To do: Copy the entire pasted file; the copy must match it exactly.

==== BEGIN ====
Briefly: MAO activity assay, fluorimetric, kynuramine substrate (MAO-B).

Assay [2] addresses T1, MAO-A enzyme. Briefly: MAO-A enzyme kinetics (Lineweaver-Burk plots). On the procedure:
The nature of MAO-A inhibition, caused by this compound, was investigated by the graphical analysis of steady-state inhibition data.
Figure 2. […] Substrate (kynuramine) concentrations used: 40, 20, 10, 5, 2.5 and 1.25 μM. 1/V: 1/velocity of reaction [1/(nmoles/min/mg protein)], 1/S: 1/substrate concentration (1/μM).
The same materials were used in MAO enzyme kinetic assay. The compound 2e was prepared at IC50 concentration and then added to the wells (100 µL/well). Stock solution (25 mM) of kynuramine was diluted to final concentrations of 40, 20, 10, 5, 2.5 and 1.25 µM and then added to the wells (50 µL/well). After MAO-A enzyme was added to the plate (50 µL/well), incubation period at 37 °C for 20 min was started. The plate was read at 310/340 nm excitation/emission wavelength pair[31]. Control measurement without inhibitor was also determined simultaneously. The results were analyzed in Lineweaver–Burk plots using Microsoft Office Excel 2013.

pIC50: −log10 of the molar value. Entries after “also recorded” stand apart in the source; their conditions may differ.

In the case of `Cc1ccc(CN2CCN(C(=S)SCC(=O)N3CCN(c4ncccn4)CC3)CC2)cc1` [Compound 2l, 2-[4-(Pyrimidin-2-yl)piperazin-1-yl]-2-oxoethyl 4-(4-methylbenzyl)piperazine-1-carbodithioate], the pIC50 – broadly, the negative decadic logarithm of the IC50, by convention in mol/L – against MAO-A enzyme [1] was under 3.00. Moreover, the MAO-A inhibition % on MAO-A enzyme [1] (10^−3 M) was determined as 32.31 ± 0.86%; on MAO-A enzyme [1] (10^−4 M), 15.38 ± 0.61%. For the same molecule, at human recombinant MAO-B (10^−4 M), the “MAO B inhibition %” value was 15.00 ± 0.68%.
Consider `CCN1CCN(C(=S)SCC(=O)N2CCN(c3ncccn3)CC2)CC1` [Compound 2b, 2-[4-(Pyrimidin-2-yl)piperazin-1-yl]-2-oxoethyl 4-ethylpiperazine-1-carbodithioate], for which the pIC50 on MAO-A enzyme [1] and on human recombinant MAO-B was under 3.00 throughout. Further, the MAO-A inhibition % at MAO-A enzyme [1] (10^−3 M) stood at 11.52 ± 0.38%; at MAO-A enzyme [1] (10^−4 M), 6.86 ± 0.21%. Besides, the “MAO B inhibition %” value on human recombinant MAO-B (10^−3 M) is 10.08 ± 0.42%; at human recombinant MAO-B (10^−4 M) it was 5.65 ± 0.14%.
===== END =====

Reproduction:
Briefly: MAO activity assay, fluorimetric, kynuramine substrate (MAO-B).

Assay [2] addresses T1, MAO-A enzyme. Briefly: MAO-A enzyme kinetics (Lineweaver-Burk plots). On the procedure:
The nature of MAO-A inhibition, caused by this compound, was investigated by the graphical analysis of steady-state inhibition data.
Figure 2. […] Substrate (kynuramine) concentrations used: 40, 20, 10, 5, 2.5 and 1.25 μM. 1/V: 1/velocity of reaction [1/(nmoles/min/mg protein)], 1/S: 1/substrate concentration (1/μM).
The same materials were used in MAO enzyme kinetic assay. The compound 2e was prepared at IC50 concentration and then added to the wells (100 µL/well). Stock solution (25 mM) of kynuramine was diluted to final concentrations of 40, 20, 10, 5, 2.5 and 1.25 µM and then added to the wells (50 µL/well). After MAO-A enzyme was added to the plate (50 µL/well), incubation period at 37 °C for 20 min was started. The plate was read at 310/340 nm excitation/emission wavelength pair[31]. Control measurement without inhibitor was also determined simultaneously. The results were analyzed in Lineweaver–Burk plots using Microsoft Office Excel 2013.

pIC50: −log10 of the molar value. Entries after “also recorded” stand apart in the source; their conditions may differ.

In the case of `Cc1ccc(CN2CCN(C(=S)SCC(=O)N3CCN(c4ncccn4)CC3)CC2)cc1` [Compound 2l, 2-[4-(Pyrimidin-2-yl)piperazin-1-yl]-2-oxoethyl 4-(4-methylbenzyl)piperazine-1-carbodithioate], the pIC50 – broadly, the negative decadic logarithm of the IC50, by convention in mol/L – against MAO-A enzyme [1] was under 3.00. Moreover, the MAO-A inhibition % on MAO-A enzyme [1] (10^−3 M) was determined as 32.31 ± 0.86%; on MAO-A enzyme [1] (10^−4 M), 15.38 ± 0.61%. For the same molecule, at human recombinant MAO-B (10^−4 M), the “MAO B inhibition %” value was 15.00 ± 0.68%.
Consider `CCN1CCN(C(=S)SCC(=O)N2CCN(c3ncccn3)CC2)CC1` [Compound 2b, 2-[4-(Pyrimidin-2-yl)piperazin-1-yl]-2-oxoethyl 4-ethylpiperazine-1-carbodithioate], for which the pIC50 on MAO-A enzyme [1] and on human recombinant MAO-B was under 3.00 throughout. Further, the MAO-A inhibition % at MAO-A enzyme [1] (10^−3 M) stood at 11.52 ± 0.38%; at MAO-A enzyme [1] (10^−4 M), 6.86 ± 0.21%. Besides, the “MAO B inhibition %” value on human recombinant MAO-B (10^−3 M) is 10.08 ± 0.42%; at human recombinant MAO-B (10^−4 M) it was 5.65 ± 0.14%.